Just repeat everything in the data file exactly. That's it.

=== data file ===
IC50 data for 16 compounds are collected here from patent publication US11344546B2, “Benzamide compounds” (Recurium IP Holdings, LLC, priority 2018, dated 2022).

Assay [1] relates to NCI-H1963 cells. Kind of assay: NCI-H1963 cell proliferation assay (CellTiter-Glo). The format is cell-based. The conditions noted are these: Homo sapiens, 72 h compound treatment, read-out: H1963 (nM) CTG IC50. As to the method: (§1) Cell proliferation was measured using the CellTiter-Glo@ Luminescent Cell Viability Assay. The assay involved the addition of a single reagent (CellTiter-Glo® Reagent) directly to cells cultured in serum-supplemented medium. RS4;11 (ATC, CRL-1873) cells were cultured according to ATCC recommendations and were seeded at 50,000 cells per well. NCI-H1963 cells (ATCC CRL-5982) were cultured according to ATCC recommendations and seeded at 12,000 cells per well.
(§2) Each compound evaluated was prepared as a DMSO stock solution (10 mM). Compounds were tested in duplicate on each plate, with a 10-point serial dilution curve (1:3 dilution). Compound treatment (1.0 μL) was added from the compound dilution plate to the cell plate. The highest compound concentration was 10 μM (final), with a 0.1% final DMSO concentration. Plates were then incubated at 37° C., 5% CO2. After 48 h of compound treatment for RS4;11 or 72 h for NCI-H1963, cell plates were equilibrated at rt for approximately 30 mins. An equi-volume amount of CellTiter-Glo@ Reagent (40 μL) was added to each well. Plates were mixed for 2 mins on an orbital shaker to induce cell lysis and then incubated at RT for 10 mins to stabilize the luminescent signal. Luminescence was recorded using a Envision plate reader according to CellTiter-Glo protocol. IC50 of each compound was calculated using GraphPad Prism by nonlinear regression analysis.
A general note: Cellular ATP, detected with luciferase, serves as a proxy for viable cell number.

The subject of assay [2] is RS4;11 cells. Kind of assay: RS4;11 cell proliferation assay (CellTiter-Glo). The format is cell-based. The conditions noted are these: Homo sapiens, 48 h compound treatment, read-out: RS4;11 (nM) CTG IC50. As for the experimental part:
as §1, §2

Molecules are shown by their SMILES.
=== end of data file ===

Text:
IC50 data for 16 compounds are collected here from patent publication US11344546B2, “Benzamide compounds” (Recurium IP Holdings, LLC, priority 2018, dated 2022).

Assay [1] relates to NCI-H1963 cells. Kind of assay: NCI-H1963 cell proliferation assay (CellTiter-Glo). The format is cell-based. The conditions noted are these: Homo sapiens, 72 h compound treatment, read-out: H1963 (nM) CTG IC50. As to the method: (§1) Cell proliferation was measured using the CellTiter-Glo@ Luminescent Cell Viability Assay. The assay involved the addition of a single reagent (CellTiter-Glo® Reagent) directly to cells cultured in serum-supplemented medium. RS4;11 (ATC, CRL-1873) cells were cultured according to ATCC recommendations and were seeded at 50,000 cells per well. NCI-H1963 cells (ATCC CRL-5982) were cultured according to ATCC recommendations and seeded at 12,000 cells per well.
(§2) Each compound evaluated was prepared as a DMSO stock solution (10 mM). Compounds were tested in duplicate on each plate, with a 10-point serial dilution curve (1:3 dilution). Compound treatment (1.0 μL) was added from the compound dilution plate to the cell plate. The highest compound concentration was 10 μM (final), with a 0.1% final DMSO concentration. Plates were then incubated at 37° C., 5% CO2. After 48 h of compound treatment for RS4;11 or 72 h for NCI-H1963, cell plates were equilibrated at rt for approximately 30 mins. An equi-volume amount of CellTiter-Glo@ Reagent (40 μL) was added to each well. Plates were mixed for 2 mins on an orbital shaker to induce cell lysis and then incubated at RT for 10 mins to stabilize the luminescent signal. Luminescence was recorded using a Envision plate reader according to CellTiter-Glo protocol. IC50 of each compound was calculated using GraphPad Prism by nonlinear regression analysis.
A general note: Cellular ATP, detected with luciferase, serves as a proxy for viable cell number.

The subject of assay [2] is RS4;11 cells. Kind of assay: RS4;11 cell proliferation assay (CellTiter-Glo). The format is cell-based. The conditions noted are these: Homo sapiens, 48 h compound treatment, read-out: RS4;11 (nM) CTG IC50. As for the experimental part:
as §1, §2

Molecules are shown by their SMILES.